While I have read many articles and coached into many situations about how to use writing partnerships in class, I recently had a new teacher ask me about setting them up. Partnerships are such an essential component of writing workshops, but often they are underused. I loved that this teacher was thinking about how to plan for successful pairings even before putting them into place! Thinking about some of the work I’ve done in other rooms, as well as my own writing life, here are some strategies that could help to establish productive partnerships.
Some ideas for setting up writing partnerships in elementary classrooms:
- Have students create “Writing Partner Wanted” posters.
These posters can be personalized, and they can also be differentiated depending on the grade. You might brainstorm different traits and categories before asking students to create their own poster and emphasize to them the importance of prioritizing their preferences.
2. Have students create T-charts or what they’d like in a writing partner and what they can offer.
Before students can really do this work, they should have an understanding of some of the grade level expectations for writing traits and behaviors. I recommend spending some time teaching those before asking students to create this sort of a t-chart.
3. Have students think about goals for themselves as writers. The checklists that are in Writing Pathways by Lucy Calkins are fabulous tools for students to think about the categories of good writing. Are they working on structure, development, or conventions? A good partner might be one who is working on a similar goal.
4. Consider giving students a writing survey. Dana wrote a post about this with questions to ask, and I have created one as well about getting to know writers. Sometimes, the responses on these surveys will help you pair students.
5. Ask students to write down three people in the classroom who they think they would be good partners with. Emphasize to them that this is a business relationship, and not a social relationship. You’ll be surprised at how well students understand the difference, and how wisely they make choices. I recommend using index cards for this, as they can be easily sorted. Have the students write their name on the front and the three choices underneath it.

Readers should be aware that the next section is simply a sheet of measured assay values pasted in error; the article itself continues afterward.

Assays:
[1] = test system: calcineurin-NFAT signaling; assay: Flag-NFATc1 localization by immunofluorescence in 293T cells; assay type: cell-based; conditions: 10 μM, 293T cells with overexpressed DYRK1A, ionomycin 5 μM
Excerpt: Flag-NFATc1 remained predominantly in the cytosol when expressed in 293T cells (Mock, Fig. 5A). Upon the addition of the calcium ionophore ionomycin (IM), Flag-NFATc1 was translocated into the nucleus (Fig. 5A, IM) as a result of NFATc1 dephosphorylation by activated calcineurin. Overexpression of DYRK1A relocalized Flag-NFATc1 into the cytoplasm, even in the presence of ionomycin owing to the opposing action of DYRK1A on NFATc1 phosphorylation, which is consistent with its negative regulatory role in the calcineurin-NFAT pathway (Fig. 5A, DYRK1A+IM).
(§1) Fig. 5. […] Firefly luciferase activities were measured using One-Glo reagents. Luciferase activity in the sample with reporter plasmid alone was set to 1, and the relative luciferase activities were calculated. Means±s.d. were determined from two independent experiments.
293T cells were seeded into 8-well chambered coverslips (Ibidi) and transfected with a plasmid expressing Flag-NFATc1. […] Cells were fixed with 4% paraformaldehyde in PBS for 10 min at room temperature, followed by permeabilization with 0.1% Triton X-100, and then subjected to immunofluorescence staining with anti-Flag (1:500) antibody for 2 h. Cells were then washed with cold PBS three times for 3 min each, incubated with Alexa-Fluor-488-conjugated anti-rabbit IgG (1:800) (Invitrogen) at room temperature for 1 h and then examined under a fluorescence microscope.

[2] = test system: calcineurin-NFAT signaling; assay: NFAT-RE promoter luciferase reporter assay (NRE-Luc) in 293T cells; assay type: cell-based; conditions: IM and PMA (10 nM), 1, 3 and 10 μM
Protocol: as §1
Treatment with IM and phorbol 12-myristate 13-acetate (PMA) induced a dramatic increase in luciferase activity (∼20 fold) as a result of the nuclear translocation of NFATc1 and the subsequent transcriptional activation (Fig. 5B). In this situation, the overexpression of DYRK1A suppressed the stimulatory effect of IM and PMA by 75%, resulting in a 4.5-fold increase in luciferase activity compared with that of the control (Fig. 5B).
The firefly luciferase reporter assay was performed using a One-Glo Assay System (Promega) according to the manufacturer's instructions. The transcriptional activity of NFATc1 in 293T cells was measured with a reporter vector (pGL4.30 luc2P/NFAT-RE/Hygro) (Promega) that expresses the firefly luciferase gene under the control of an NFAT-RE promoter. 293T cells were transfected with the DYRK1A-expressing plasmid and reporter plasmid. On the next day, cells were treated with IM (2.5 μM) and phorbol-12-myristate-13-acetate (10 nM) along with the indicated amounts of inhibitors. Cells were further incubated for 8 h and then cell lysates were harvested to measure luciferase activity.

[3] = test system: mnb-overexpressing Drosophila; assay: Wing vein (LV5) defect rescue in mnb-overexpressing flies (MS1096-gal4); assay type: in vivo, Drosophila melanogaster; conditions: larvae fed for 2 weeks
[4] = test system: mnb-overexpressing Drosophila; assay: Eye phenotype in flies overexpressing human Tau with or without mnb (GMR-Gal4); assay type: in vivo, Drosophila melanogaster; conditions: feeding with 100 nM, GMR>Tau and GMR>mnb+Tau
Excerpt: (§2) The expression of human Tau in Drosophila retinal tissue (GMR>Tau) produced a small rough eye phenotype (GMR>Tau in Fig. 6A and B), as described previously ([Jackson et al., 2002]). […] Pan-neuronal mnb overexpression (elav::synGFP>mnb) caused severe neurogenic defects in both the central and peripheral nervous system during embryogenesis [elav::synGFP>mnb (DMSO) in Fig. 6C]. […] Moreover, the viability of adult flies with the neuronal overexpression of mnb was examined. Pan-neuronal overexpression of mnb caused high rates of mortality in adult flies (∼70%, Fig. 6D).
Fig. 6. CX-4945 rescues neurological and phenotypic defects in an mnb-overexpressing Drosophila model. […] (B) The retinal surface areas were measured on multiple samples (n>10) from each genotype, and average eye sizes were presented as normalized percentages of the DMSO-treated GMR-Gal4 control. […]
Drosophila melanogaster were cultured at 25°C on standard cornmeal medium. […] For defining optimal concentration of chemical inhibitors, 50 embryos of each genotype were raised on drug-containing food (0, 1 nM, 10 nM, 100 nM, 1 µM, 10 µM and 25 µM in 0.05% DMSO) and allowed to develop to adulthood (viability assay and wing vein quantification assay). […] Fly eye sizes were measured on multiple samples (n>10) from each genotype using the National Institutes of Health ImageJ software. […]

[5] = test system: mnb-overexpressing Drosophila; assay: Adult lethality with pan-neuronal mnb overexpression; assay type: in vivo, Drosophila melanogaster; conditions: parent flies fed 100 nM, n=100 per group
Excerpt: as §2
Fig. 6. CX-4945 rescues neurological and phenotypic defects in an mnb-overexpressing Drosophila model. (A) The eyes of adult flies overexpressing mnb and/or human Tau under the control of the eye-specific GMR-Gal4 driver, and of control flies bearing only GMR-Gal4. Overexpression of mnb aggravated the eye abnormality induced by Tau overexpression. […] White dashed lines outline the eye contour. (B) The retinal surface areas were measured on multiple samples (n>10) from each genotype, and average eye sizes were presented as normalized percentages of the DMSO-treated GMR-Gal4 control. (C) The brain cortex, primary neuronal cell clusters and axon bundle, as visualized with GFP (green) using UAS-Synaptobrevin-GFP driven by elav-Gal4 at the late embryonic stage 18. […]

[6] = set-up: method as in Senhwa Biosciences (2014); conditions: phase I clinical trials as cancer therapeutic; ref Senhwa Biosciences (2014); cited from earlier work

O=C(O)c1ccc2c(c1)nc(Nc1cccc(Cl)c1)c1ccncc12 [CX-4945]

Some do’s and don’t’s about setting up writing partnerships:
- Commit to these partnerships being in place for a while–at least for the unit, and possibly longer.
- Allow some partnerships to remain in place even when others switch. A strong partnership is a gift!
- Teach into how writing partners choose each other and what they might look for.
- Pay attention to students’ input about setting up partnerships.
- Be ready to teach into successful partnership behavior.
- Worry about having same-sex partnerships. Boys and girls work really well together as writing partners in workshops.
- Be in a rush to set them up. Waiting to see how the writing community evolves for 2-3 weeks is fine!
- Have writing partnerships be the same as reading partnerships.
- Try to pair strong writers with struggling writers. Your strong writers will benefit by having peers who will push them, and your struggling writers may find inspiration and confidence when they work with people who are close to their own levels or working on similar skills.
Writing partnerships are an important element of workshop instruction, but one that requires careful planning and instruction. Like so many routines and procedures, the investment of time in this area to establish successful, productive, independent partnerships is incredibly worthwhile!